Mater semper certa est
Mater semper certa est ("The mother is always certain") is a Roman-law principle which has the power of praesumptio iuris et de iure, meaning that no counter-evidence can be made against this principle (literally: Presumed there is no counter evidence and by the law). Its meaning is that the mother of the child is always known.
Since 1978, when the first child was conceived by the technique of in-vitro fertilization, the principle of Mater semper certa est no longer applies, since a child may have a genetic and a natural ("birth") mother who are different individuals. Since then some countries have converted the old natural law to an equivalent codified law - in 1997 Germany introduced paragraph 1571 Mutterschaft ("motherhood") of the BGB (civil code) reading Mutter eines Kindes ist die Frau, die es geboren hat ("the mother of a child is the woman who gave birth to it").
The Roman law principle however does not stop at the mother, in fact it continues with pater semper incertus est ("The father is always uncertain"). This was regulated by the law of pater est, quem nuptiae demonstrant ("the father is he to whom marriage points"). Essentially paternity fraud had originally been a marriage fraud in the civil code (in Germany the historic Ehelichkeitsanfechtungsklage ("action in dispute of legitimacy") was simply renamed as Vaterschaftsanfechtungsklage ("action in dispute of fatherhood") when legal paternity was redefined) due to this principle. Today even married fathers will often use the modern tools of DNA testing to ensure a certainty on their fatherhood.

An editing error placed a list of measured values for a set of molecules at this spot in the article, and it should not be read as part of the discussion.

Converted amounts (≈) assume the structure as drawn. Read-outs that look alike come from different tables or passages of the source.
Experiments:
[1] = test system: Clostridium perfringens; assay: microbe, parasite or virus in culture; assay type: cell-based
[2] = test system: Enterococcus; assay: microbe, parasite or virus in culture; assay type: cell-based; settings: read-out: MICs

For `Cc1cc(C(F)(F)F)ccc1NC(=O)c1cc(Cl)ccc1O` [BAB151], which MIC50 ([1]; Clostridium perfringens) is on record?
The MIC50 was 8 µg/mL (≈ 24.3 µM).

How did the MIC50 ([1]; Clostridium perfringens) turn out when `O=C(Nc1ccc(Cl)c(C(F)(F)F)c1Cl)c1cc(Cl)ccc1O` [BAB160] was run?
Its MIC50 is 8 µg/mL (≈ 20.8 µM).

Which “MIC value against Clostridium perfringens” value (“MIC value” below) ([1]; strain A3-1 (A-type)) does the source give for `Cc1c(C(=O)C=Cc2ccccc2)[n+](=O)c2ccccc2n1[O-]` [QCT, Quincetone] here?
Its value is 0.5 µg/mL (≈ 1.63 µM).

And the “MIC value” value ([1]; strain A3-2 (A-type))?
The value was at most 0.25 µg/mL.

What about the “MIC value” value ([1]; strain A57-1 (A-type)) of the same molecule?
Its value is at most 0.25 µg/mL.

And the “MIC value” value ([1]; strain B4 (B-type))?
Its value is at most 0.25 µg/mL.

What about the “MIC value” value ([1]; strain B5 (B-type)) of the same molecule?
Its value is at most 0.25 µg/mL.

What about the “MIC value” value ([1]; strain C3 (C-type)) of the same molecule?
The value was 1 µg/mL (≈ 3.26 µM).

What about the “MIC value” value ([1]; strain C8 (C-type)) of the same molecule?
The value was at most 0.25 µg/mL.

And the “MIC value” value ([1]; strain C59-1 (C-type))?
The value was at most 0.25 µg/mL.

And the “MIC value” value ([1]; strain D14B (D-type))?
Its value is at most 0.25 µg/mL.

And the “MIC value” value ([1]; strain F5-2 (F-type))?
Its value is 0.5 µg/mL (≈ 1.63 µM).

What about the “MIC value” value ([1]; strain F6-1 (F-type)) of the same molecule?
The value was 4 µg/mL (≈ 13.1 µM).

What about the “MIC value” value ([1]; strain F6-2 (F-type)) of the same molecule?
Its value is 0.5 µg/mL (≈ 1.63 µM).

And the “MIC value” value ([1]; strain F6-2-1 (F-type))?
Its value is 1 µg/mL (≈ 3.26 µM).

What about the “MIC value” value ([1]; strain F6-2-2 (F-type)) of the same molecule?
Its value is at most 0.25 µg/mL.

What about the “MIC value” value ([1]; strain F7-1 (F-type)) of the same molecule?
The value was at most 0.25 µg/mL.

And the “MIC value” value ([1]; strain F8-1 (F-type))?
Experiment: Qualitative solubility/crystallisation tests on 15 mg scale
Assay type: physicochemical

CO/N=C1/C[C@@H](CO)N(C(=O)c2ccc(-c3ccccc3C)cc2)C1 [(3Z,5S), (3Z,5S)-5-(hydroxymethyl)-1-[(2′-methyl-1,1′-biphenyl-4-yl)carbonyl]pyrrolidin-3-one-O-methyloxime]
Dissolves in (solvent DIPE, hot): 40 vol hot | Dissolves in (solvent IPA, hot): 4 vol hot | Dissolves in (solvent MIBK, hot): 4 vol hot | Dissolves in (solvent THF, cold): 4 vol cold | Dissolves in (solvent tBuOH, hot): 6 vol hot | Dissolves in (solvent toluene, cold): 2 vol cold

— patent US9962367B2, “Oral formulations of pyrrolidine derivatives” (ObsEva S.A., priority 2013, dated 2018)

- K. Zweigert; K. Drobnig (1 January 1991). International Encyclopedia of Comparative Law. BRILL. pp. 28–. GGKEY:1LUWFFPE9KR.<templatestyles src="Module:Citation/CS1/styles.css"></templatestyles>
- Rawe, Julie (19 January 2007). "Duped Dads Fight Back". Time Magazine U.S.<templatestyles src="Module:Citation/CS1/styles.css"></templatestyles>
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